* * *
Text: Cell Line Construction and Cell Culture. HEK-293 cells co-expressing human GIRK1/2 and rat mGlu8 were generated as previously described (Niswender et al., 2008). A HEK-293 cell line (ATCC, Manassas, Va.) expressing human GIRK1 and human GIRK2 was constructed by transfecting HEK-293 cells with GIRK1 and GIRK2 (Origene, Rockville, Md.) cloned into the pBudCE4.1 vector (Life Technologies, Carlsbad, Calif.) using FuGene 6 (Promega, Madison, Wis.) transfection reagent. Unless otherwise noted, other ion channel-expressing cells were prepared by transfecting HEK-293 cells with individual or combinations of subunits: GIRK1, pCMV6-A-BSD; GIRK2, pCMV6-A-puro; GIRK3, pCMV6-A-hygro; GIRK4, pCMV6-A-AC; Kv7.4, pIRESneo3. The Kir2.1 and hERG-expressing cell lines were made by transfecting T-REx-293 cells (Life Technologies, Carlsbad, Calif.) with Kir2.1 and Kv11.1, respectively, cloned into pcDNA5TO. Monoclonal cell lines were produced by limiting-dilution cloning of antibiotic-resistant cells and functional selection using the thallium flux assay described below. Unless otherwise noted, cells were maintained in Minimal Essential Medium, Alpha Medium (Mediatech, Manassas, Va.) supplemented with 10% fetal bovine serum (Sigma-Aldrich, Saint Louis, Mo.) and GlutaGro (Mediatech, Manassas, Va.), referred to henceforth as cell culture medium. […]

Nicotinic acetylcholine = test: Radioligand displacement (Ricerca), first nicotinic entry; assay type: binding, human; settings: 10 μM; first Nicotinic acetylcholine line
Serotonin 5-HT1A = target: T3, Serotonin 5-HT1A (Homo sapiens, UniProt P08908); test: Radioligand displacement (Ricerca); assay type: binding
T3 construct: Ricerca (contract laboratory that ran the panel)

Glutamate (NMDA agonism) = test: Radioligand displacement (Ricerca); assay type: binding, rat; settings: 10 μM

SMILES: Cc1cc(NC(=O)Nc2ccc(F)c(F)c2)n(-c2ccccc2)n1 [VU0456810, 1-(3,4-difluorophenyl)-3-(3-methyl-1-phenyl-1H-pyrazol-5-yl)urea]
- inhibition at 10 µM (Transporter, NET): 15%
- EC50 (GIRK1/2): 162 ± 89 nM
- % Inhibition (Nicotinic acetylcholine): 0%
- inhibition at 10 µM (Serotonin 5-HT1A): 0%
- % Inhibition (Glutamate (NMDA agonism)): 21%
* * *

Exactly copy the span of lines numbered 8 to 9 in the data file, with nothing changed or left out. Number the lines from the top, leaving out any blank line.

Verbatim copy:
- EC50 (GIRK1/2): 162 ± 89 nM
- % Inhibition (Nicotinic acetylcholine): 0%